The Allotment

IMG_3156We’re soon reaching the first birthday of the day we took on the other half of the allotment.    We’d been waiting for it for over a year during which it fell into ever greater disrepair, and broadcasting its weed seeds over the entire area. The previous tenant, although he’d completely lost control of it was strangely unwilling to let it go and so we had a number of ‘Uncle Jim’ moments with him including a couple of larcenous visits before he finally disappeared.  That meant we were completely preoccupied with getting the ground cleared, at the expense of planting. Ground was dug and planted up as fast as possible with no time to prepare the soil properly.  We just needed to get it covered – which we did before the exceptionally long, cold and wet winter set in.

Grazing, let’s not call it thieving, is a bit of a problem for all of us. There are a couple of well-known grazers on the site and they’ve been known to strip the figs off the adjoining allotment and as for grapes …. no-one is safe from their predations.  Luckily we’d picked as many as we could cope with, but it was annoying to see that they’d been on our plot and stripped off the ones that were left, tearing leaves and stalks off in their haste, and leaving them littering thIMG_4281e ground.

But there we go, that’s the way it goes and all we can do is discourage them as politely as possible – life’s too short.  But this summer we’ve caught up and it was delightful to plant the garlic today having prepared the beds thoroughly. This year we’ve planted three varieties, with a fourth on the way. We hope we can discover what grows best in our soil as well as tastes good.  Considering I’d never even tasted garlic until I was 21 and married, it was amusing to be planting three long rows of the plant.  It’s a good sign of the changing food culture.

Author: Dave Pole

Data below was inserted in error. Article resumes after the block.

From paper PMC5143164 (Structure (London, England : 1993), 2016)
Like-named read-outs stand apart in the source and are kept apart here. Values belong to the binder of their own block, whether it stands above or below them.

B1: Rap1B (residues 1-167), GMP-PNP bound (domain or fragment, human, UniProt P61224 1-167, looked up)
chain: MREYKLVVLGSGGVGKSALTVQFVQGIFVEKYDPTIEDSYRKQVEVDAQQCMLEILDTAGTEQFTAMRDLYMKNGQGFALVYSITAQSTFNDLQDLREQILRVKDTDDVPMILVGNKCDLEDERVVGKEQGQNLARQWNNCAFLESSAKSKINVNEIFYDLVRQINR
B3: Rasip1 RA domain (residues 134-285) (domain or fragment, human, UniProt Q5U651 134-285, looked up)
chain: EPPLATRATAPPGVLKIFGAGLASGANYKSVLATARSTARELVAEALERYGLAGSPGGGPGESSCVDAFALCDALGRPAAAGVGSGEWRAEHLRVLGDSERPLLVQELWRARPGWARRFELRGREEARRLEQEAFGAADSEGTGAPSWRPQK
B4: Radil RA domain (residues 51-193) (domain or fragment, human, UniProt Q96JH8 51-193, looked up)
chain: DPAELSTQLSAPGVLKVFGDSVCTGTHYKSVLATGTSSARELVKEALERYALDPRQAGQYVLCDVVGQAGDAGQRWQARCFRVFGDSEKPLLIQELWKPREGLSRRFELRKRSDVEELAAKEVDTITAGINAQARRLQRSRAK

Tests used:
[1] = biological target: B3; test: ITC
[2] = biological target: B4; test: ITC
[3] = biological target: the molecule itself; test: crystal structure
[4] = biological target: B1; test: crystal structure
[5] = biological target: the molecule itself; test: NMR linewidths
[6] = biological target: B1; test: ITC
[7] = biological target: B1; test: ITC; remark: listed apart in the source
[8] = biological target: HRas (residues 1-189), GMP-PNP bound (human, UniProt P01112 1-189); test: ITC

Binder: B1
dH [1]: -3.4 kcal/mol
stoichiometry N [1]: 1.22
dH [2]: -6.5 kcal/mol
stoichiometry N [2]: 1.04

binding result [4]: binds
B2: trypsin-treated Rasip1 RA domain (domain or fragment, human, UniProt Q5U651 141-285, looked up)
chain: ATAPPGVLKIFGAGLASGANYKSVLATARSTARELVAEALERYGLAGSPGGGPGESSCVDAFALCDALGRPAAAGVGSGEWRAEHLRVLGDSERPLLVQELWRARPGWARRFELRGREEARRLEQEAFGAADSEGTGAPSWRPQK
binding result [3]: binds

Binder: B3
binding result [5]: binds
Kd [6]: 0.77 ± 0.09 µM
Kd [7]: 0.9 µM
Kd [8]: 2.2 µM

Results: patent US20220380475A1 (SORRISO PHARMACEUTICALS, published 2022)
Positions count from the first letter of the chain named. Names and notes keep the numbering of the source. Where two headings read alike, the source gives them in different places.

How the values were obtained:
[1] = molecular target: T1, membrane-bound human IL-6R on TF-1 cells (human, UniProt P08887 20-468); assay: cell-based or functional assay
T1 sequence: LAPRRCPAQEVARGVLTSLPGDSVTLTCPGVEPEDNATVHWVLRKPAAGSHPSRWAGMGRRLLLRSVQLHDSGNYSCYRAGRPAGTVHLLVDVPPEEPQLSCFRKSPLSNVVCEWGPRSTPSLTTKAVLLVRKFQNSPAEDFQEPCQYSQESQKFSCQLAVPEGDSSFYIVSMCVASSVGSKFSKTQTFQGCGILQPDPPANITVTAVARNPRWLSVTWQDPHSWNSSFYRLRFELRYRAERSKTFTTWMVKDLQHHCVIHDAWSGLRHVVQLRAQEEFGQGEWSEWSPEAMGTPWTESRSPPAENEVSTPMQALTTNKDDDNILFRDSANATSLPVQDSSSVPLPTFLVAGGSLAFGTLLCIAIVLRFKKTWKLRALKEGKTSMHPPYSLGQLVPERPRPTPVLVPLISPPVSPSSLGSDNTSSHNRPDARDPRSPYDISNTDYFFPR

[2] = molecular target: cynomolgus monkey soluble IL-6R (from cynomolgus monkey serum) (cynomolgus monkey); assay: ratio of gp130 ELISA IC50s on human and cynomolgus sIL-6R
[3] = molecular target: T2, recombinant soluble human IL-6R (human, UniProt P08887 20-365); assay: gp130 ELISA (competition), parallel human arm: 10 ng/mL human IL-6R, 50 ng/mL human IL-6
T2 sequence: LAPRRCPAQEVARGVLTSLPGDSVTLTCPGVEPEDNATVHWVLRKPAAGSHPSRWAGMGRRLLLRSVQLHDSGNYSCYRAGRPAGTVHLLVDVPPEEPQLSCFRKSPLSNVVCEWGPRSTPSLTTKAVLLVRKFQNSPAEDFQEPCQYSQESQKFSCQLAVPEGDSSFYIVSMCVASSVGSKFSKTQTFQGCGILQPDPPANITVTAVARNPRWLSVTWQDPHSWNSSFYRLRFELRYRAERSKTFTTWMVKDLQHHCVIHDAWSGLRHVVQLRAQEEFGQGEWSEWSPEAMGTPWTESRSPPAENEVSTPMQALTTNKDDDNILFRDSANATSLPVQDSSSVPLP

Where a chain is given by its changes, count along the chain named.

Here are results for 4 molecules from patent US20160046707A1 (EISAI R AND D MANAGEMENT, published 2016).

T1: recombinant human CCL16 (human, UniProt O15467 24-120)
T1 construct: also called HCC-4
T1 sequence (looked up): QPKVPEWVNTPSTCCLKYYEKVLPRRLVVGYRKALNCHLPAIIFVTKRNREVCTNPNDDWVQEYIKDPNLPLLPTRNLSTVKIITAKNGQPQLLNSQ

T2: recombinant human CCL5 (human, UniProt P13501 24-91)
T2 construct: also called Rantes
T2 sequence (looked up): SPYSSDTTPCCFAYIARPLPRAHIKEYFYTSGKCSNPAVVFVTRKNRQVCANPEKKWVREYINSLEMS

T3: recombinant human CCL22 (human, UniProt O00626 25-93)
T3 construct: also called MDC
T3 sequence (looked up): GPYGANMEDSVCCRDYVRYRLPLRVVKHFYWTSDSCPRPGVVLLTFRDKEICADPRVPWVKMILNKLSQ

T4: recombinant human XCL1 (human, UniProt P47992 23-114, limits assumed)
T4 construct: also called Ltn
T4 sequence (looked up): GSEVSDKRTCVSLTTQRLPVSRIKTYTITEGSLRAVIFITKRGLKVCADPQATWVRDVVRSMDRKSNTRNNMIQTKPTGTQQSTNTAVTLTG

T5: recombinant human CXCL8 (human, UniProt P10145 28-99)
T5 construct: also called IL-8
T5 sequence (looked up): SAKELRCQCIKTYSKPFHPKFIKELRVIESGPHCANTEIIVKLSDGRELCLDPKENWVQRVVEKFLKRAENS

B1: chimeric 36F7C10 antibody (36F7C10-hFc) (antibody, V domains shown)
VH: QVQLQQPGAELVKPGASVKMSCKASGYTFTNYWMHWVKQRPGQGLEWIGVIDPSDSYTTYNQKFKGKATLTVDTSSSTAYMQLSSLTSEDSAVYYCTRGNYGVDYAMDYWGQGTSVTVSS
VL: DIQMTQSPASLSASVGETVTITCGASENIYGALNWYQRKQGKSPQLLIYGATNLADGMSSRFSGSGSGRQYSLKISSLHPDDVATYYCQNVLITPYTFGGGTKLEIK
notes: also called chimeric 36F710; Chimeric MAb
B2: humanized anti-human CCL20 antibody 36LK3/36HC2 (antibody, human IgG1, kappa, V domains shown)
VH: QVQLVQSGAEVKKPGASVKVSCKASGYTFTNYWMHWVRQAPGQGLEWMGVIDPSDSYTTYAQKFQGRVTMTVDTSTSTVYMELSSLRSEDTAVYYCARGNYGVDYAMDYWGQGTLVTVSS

I've spent my life doing a lot of things, all of them interesting and many of them great fun. When most people see my CV they probably think I'm making things up because it includes being a rather bad welder and engineering dogsbody, a potter, a groundsman and bus driver. I taught in a prison and in one of those ghastly old mental institutions as an art therapist and I spent ten years as a community artist. I was one of the founding members of Spike Island, which began life as Artspace Bristol. ! wrote a column for Bristol Evening Post (I got sacked three times, in which I take some pride) and I worked in local and network radio and then finally became an Anglican parish priest for 25 years, retiring at 68 when I realised that the institutional church and me were on different paths. What interests me? It would be easier to list what doesn't, but I love cooking and baking with our home grown ingredients. I'm fascinated by botany and wildlife in general, and botanical illustration. We have a camper van that takes us to the wild places, we love walking, especially in the hills, and we take too many photographs. But what really animates me is the question "what does it mean to be human?". I've spent my life exploring it in every possible way and the answer is ..... well, today it's sitting in the van in the rain and looking across Ramsey Sound towards Ramsey Island. But it might as easily be digging potatoes or making pickle, singing or finding an orchid or just sitting. But it sure as hell doesn't mean getting a promotion, beasting your co-workers or being obsequious to power, which ensured that my rise to greatness in the Church of England flatlined 30 years ago after about 2 days. But I'm still here and still searching for that elusive sweet spot, and I don't have to please anyone any more. Over the last 50 or so years we've had a succession of gardens, some more like wildernesses when we were both working full-time, but now we're back in the game with our two allotments in Bath.

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